I find it difficult to keep track of my dad at night time. He tries to get out
so I had to take keys away. I forgot to take my back one away and he managed to get out, It was windy and heavy rain, if not for one of neighbours I dread to think what would have happened to him.
How can I prevent this from happening again?

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You can buy some door alarms so if he tries to get out of the house, you will be alerted. Or you can look into buying some pads with alarms when he gets out of bed or up out of a chair, there is an alarm.

There is a special program you might be aware of (I don't know if it is available through every police station or not) where you can register your father with info as to the address, etc. and they keep a picture on file in case he wanders. Then the officers are alerted to helpful info in the search to find him.

I would be very cautious now as he has wandered before. My mother wandered in broad daylight on a hot summer day. She was barefoot and wandered off to some woods by a pond. I needed to call the DNR (it happened at our cottage) and they came with a search party and dogs. It was VERY scary. My mother did not answer anyone's calls when we shouted out her name. She was completely oblivious to her surroundings. After that, I knew I needed to move her to a memory care facility that had door locks/alarms. I would check into an appropriate facility for your father now as it takes time to find one, get the paperwork done, etc. Safety is hard to ensure when they begin to wander, etc.
Helpful Answer (1)
Reply to huntersailor1

I guess you need to do better about locking the doors at night. Like every night.

And I agree it's time to consider memory care. Or hiring an overnight person to keep an eye on him so you can get some sleep and he stays safe.
Helpful Answer (0)
Reply to againx100

Disable his vehicle, assuming he has one, and install locks on the outside doors that are high enough to where he cannot reach them.

Then consider placement for your dad in Memory Care; dementia often reaches a point where in home care becomes impossible, especially with Sundowning and sleepless nights. In the meantime, see if his doctor can prescribe low dose Xanax or something equivalent to relax him for sleep. Over the counter Melatonin seems to work for some.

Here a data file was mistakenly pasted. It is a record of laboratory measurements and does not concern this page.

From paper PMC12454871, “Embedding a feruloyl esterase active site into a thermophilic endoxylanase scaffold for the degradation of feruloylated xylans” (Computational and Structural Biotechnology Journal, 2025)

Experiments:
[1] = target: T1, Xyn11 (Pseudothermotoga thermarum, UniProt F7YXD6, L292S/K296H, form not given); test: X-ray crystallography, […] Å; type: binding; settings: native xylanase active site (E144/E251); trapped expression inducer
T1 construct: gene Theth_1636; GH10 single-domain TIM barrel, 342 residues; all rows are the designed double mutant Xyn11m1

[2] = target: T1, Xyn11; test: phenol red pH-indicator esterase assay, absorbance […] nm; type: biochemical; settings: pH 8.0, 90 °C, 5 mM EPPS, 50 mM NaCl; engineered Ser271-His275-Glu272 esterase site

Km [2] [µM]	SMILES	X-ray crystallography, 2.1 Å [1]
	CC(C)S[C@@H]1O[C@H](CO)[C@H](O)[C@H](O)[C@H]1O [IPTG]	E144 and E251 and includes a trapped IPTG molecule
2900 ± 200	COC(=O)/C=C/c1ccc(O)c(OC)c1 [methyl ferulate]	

Here are some tips for coping with Sundowning:

If a loved one is exhibiting these signs, these 10 things may help you decrease the intensity of the episode and potentially reduce the frequency of episodes.

Have a daily schedule that includes a bedtime routine. Simple cues like taking a bath, drinking a cup of tea, or reading a book can signal that it’s time to start calming down for bedtime.

Stay active during the day. During daylight hours, be sure your loved one is getting some form of stimulation or exercise to help them feel more relaxed during the night.

Start a daily journal to identify potential patterns of activity and sundowning. For example, if you see that a walk before bed is making symptoms worse, consider moving the walk to earlier in the day. 

Try to avoid napping at least 4 hours before bedtime. This will help your loved one actually feel tired when it’s time for bed.

When the sun starts setting, draw the curtains and turn on lights. Shadows and darkness can increase symptoms of sundowning.

Do not argue with a loved one if they are experiencing hallucinations and delusions. Live in their reality. Arguing will only lead to anger.

Eliminate caffeine or alcohol, especially later in the day. Keeping a steady level of energy, especially before bedtime is important in calming symptoms of sundowning. Caffeine can cause bursts of energy and alcohol can contribute to feelings of disorientation and confusion.

Reduce noise, clutter, and people in the room. Find a quiet and calm place for your loved one to relax before bedtime and prepare for a good night’s sleep.

Avoid sudden movements or unexpected touching. If your loved one is feeling threatened or scared, these unanticipated events can worsen symptoms.

Seek medical attention. Sundowning has been linked to infections, particularly urinary tract infections. Treating these infections may also help treat symptoms of sundowning.

Best of luck!
Helpful Answer (2)
Reply to lealonnie1

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